Posted by: pop-break | September 17, 2012

Pop-Break Live: Tremonti at The Highline Ballroom

words and photos by lisa pikaard…

The journey of a musician is arduous and labyrinthine. It seems as though rock bands often have many ups and downs- lineup changes, break ups and reunions, Grammys and flops — and Mark Tremonti has not remained unscathed. His journey has had its fair number of triumphs and shortcomings, progressing from Creed to Alter Bridge, and back again, and now to Tremonti. Mark Tremonti has made the most important leap with his music, however; it is finally entirely his own and it is more than anyone could have hoped for or expected.

Tremonti took the stage at New York City’s Highline Ballroom for its second ever show with its current lineup last Wednesday night (September 12) and it was as though they had been making music together for years. The crowd was very welcoming and I was utterly blown away by not only the guitar solos that we have all come to expect from Mark Tremonti, but also by his on point vocals. It quickly became glaringly apparent that Tremonti may have found yet another band he can take to the top of the music world. As a matter of fact, one rule many people like to abide by is do not wear a shirt of the band you are about to see to its own concert, but the crowd was filled with people sporting Tremonti shirts just to emphatically proclaim their appreciation and love of the band and their support did not go unnoticed. Tremonti played with passion, power and skill, and the crowd went wild.

Although many people in the crowd thought the band would play songs from Creed, Alter Bridge, or a few covers, that was most certainly not the case. Tremonti strictly played through its debut album, All I Was, in its entirety. The show opened with the hard rock track, “Wish You Well” and the crowd was instantly hooked. I’m not sure if the audience was more impressed by the vocals, the guitar playing, or Wolfgang Van Halen playing bass. Wolfgang Van Halen is best known as the son of the legendary rock god, Eddie Van Halen, and is the current bassist for the band Van Halen. Any way you look at it, the band was impressive.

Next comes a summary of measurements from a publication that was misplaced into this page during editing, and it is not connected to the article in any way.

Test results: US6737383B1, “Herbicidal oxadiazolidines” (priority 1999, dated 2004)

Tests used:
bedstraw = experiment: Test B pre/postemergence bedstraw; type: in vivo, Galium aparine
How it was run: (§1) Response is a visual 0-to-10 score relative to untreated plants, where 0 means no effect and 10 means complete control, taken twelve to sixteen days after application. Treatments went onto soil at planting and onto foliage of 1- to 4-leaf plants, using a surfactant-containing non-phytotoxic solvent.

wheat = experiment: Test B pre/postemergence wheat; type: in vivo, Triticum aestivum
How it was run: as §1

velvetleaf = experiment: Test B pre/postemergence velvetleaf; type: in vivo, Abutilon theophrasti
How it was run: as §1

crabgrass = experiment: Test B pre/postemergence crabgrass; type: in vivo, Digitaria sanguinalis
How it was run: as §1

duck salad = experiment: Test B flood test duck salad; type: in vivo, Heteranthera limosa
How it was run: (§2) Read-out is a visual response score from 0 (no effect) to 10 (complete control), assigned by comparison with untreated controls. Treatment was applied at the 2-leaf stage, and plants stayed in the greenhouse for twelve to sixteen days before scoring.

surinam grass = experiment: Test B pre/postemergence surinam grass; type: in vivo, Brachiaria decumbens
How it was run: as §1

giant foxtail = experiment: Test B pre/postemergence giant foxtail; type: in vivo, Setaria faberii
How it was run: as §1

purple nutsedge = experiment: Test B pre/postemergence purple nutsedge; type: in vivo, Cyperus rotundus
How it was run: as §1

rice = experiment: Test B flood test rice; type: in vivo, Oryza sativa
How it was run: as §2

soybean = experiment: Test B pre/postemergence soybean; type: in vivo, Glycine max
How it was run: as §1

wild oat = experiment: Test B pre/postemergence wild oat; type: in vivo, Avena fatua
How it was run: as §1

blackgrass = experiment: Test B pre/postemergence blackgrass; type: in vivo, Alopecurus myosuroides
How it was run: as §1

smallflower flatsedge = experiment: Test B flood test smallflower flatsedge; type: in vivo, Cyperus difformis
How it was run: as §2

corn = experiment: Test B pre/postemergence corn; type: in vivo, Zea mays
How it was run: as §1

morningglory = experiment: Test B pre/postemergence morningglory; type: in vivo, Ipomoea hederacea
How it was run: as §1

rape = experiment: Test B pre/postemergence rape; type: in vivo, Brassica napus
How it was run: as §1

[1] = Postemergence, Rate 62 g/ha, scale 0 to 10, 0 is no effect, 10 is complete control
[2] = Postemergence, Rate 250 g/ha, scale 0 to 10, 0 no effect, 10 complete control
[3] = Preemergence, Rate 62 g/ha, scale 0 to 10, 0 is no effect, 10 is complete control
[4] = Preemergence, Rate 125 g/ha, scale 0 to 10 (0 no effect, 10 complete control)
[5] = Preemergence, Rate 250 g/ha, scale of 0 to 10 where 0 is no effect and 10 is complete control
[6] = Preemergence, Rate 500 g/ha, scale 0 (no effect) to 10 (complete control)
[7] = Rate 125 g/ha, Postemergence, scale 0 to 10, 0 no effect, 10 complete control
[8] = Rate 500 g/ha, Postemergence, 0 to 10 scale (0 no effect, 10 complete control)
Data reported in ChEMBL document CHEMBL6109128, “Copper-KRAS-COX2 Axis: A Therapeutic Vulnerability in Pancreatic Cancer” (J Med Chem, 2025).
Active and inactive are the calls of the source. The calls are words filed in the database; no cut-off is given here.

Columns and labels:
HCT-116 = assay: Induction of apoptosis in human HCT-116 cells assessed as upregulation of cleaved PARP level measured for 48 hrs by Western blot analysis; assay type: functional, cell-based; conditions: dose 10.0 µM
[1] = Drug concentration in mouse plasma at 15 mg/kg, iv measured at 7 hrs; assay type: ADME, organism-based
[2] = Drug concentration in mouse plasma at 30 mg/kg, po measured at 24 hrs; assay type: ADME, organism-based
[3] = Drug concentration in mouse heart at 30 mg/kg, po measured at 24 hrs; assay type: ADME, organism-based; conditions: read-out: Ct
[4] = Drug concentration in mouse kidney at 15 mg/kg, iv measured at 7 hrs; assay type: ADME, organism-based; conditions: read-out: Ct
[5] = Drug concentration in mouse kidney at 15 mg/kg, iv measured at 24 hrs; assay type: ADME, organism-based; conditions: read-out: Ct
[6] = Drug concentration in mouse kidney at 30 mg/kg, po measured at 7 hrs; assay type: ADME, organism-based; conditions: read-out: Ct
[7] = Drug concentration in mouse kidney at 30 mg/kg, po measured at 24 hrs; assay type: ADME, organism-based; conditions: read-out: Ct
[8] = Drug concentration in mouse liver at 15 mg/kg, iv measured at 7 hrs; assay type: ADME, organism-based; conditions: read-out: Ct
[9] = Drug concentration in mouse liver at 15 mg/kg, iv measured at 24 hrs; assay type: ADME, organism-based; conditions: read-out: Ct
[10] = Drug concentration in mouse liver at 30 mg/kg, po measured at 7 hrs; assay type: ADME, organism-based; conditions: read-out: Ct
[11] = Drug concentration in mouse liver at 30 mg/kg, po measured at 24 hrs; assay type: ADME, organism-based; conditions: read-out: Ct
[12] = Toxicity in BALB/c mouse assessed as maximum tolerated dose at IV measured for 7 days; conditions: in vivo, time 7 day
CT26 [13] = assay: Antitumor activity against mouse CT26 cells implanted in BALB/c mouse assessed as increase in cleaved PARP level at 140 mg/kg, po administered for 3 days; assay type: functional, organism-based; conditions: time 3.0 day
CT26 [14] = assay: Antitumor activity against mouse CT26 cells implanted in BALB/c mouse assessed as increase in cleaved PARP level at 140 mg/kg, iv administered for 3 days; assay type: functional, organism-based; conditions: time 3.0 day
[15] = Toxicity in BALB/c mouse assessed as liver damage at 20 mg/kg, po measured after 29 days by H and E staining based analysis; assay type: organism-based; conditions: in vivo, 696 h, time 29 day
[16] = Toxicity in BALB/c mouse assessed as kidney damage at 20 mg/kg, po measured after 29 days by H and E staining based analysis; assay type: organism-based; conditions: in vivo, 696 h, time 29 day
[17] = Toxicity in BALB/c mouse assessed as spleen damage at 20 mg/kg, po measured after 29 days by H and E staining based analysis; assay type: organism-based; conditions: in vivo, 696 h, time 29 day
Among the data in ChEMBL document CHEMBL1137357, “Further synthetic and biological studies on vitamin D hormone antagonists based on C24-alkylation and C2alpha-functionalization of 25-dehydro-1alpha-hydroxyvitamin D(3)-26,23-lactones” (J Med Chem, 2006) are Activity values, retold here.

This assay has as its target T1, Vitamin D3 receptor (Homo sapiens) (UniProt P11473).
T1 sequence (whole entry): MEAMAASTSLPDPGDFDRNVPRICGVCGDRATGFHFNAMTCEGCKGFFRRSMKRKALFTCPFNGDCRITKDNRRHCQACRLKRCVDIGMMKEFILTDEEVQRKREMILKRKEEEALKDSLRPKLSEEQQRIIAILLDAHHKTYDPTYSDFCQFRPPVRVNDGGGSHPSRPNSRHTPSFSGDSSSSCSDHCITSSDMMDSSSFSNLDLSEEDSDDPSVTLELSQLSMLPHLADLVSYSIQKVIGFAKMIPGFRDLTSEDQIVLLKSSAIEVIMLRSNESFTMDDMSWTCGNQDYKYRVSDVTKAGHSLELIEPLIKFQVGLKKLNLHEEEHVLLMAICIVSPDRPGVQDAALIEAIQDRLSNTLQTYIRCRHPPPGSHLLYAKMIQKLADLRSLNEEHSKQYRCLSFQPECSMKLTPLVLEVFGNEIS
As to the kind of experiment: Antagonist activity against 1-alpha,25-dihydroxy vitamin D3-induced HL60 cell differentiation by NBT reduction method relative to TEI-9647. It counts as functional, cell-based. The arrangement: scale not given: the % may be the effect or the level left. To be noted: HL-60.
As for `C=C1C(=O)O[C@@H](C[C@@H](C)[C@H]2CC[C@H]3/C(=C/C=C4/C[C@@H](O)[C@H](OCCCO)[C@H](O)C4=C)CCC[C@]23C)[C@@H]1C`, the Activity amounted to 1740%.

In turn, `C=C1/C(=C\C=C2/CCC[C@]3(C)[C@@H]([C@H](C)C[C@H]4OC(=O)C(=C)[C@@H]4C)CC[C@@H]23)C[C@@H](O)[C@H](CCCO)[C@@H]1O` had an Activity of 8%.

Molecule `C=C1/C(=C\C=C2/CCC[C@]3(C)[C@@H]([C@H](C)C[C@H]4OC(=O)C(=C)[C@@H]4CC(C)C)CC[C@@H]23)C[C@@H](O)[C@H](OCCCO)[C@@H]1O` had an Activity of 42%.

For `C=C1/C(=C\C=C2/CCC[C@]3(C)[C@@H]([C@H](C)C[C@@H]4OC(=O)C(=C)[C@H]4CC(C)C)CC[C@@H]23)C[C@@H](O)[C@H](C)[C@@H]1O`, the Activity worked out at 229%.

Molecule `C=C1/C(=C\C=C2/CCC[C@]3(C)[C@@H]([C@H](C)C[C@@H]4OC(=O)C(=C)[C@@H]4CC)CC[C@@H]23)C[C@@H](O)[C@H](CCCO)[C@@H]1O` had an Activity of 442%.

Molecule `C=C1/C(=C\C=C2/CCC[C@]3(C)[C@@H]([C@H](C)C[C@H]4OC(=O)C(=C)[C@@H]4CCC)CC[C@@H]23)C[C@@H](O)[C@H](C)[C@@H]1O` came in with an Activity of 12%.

Wolfgang Van Halen, right, son of the legendary Eddie Van Halen, played bass for Tremonti at The Highline Ballroom.

Tremonti was obviously impassioned about its music. The band seemed most excited to tackle Van Halen’s favorite track “So You’re Afraid.” More impressive than the flawless solo Tremonti played during this song is the story behind Van Halen’s journey with the band. Tremonti explained that 48 hours prior to the show Van Halen was asked to join the tour, 24 hours prior he played his first show, and currently he’s playing every song on point without missing a beat. This feat is one very few musicians could have pulled off successfully.

As the band progressed through the album, the audience received little tidbits about various tracks. According to the band, “Things I’ve Seen” is its most downloaded song off of the album and the crowd seemed to reflect that. The audience went a bit crazy during this tune; girls were climbing on shoulders and everyone seemed to be singing. As the night progressed the band just got better and better. There was only one song Tremonti chose to speak about the meaning of though, the song “Doesn’t Matter.” He explained that it is important to give up the hatred. The final song of the set was “Decay.” Then, it was encore time.

The band left the stage just to come back to the open arms of the crowd that included members of the band, Sevendust. Surprisingly, the first song of the encore was, as Tremonti explains, the ballad of the album, “New Way Out.” It seemed as though the hard rock crowd appreciated the ballad however, because so many people were singing the words and swaying to the beat. Sadly the night was coming to a close. Lastly the band played its big hit, “Brains.” Not one person was standing still at this point; there were even crowd members head banging in the balcony.

This concert was a serious rock show that topped so many rock shows of the past. Tremonti proved two very important points at this show. First and foremost, Mark Tremonti is no back-up vocalist; he is an extremely talented frontman who can play sick guitar solos as well as sing. Secondly the band proved that Tremonti is no side-project. It is a fully-fledged rock band that commands attention.

Set List:
Wish You Well
All I Was
You Waste Your Time
Giving Up
Leave It Alone
So You’re Afraid
The Things I’ve Seen
Doesn’t Matter

New Way Out


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